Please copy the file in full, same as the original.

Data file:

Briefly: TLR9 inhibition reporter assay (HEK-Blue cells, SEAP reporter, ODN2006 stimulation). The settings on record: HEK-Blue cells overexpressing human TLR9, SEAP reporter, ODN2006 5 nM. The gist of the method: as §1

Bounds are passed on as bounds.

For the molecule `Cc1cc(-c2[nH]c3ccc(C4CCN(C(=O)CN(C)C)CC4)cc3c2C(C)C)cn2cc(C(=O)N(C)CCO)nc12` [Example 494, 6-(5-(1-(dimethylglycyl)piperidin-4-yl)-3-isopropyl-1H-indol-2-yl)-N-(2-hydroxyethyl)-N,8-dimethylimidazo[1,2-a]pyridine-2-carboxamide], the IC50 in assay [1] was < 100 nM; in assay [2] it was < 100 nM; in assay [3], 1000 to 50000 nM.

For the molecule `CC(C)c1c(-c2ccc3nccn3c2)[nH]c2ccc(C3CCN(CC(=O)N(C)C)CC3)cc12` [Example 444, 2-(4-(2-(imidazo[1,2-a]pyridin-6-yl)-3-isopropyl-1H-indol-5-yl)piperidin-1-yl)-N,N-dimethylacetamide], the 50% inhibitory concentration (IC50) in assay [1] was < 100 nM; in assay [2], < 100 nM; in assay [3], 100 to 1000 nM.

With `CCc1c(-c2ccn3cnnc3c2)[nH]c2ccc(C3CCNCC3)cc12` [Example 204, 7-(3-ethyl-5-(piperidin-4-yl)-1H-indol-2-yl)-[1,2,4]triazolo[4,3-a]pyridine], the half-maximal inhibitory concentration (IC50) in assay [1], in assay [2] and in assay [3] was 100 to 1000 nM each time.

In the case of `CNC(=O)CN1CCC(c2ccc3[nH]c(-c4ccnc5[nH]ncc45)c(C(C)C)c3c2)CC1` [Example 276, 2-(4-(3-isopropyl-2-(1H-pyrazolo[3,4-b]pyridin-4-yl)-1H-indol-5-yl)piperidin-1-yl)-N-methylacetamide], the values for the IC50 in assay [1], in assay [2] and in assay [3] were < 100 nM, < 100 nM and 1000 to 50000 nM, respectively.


Briefly: TLR9 inhibition reporter assay (HEK-Blue cells, SEAP reporter, ODN2006 stimulation). The settings on record: HEK-Blue cells overexpressing human TLR9, SEAP reporter, ODN2006 5 nM. The gist of the method: as §1

Bounds are passed on as bounds.

For the molecule `Cc1cc(-c2[nH]c3ccc(C4CCN(C(=O)CN(C)C)CC4)cc3c2C(C)C)cn2cc(C(=O)N(C)CCO)nc12` [Example 494, 6-(5-(1-(dimethylglycyl)piperidin-4-yl)-3-isopropyl-1H-indol-2-yl)-N-(2-hydroxyethyl)-N,8-dimethylimidazo[1,2-a]pyridine-2-carboxamide], the IC50 in assay [1] was < 100 nM; in assay [2] it was < 100 nM; in assay [3], 1000 to 50000 nM.

For the molecule `CC(C)c1c(-c2ccc3nccn3c2)[nH]c2ccc(C3CCN(CC(=O)N(C)C)CC3)cc12` [Example 444, 2-(4-(2-(imidazo[1,2-a]pyridin-6-yl)-3-isopropyl-1H-indol-5-yl)piperidin-1-yl)-N,N-dimethylacetamide], the 50% inhibitory concentration (IC50) in assay [1] was < 100 nM; in assay [2], < 100 nM; in assay [3], 100 to 1000 nM.

With `CCc1c(-c2ccn3cnnc3c2)[nH]c2ccc(C3CCNCC3)cc12` [Example 204, 7-(3-ethyl-5-(piperidin-4-yl)-1H-indol-2-yl)-[1,2,4]triazolo[4,3-a]pyridine], the half-maximal inhibitory concentration (IC50) in assay [1], in assay [2] and in assay [3] was 100 to 1000 nM each time.

In the case of `CNC(=O)CN1CCC(c2ccc3[nH]c(-c4ccnc5[nH]ncc45)c(C(C)C)c3c2)CC1` [Example 276, 2-(4-(3-isopropyl-2-(1H-pyrazolo[3,4-b]pyridin-4-yl)-1H-indol-5-yl)piperidin-1-yl)-N-methylacetamide], the values for the IC50 in assay [1], in assay [2] and in assay [3] were < 100 nM, < 100 nM and 1000 to 50000 nM, respectively.